Nearly 40 percent drop in traffic collisions on County roads

VENTURA, Calif. – The number of traffic collisions on Ventura County roads has dropped by almost 40 percent in a decade, the Ventura County Public Works Agency announced recently. The trend toward fewer accidents has mostly been downward since the County started a coordinated effort to analyze and respond to traffic-collision patterns 10 years ago.

According to data collected by the VCPWA Transportation Department, the number of collisions on unincorporated County roads has decreased more than 39 percent since 2006. The data also identifies the intersections and stretches of roadway with significant collisions. Using this information, VCPWA developed a number of corrective actions to reduce collisions in high-impact areas.

The data showed that:

  • With the exception of the years 2012-2014, the number of collisions on County roads has steadily been declining from a high of 950 to a historic low last year of 577.
  • The top three reasons for collisions were: improper turning, driving at unsafe speed (which can include low-speed rear-end collisions), and driving under the influence.
  • The roads with the most collisions included Potrero Road between Port Hueneme and Thousand Oaks, Rose Avenue from State Route 118 to Simon Way, and Rice Avenue from East Fifth Street to Channel Islands Boulevard.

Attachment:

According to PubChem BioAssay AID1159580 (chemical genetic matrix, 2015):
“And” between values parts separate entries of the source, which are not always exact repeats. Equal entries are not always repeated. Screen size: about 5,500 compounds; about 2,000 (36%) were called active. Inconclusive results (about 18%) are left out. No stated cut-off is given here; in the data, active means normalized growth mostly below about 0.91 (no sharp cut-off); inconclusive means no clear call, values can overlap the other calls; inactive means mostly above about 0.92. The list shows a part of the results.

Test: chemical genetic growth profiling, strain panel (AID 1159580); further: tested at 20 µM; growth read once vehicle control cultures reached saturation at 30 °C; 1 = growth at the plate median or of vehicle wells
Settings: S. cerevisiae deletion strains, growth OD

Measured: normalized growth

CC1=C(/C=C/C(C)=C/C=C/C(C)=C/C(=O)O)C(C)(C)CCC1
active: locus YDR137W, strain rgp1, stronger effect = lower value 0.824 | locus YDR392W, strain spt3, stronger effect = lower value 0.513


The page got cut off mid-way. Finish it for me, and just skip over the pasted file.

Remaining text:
• The intersections with the most collisions are Central and Santa Clara Avenues, Los Posas and Hueneme Roads, and Harbor Boulevard and Gonzales Road.

“The data we have collected over the past decade has been extraordinarily helpful in finding solutions to traffic collisions,” said Jeff Pratt, VCPWA Director. “By indicating overall collisions and pinpointing problem areas, we have been able to construct specific ways to slow down or divert traffic, and make driving and walking in Ventura County safer.”

The County has addressed the roadways with the highest accident rates with a number of improvements, such as adding traffic signs and lane striping, signal installation, and road widening. Many of these changes, like creating a left-turn lane at the intersection of Central and Santa Clara Avenues, reduced rear-end collisions by 40 percent in just six months.

The data comes from an annual traffic safety analysis. The VCPWA Transportation Department uses data from the local California Highway Patrol offices and the Statewide Integrated Traffic Records System to develop a profile of collisions in the County.

“Thanks to a more sophisticated analysis of traffic, we’ve been able to identify a number of effective corrective treatments at high-impact intersections and road segments,” said Richard Herrera, VCPWA Traffic Engineer. “As we move forward, we will be able to get even greater insight into traffic patterns and accidents as the County changes.”

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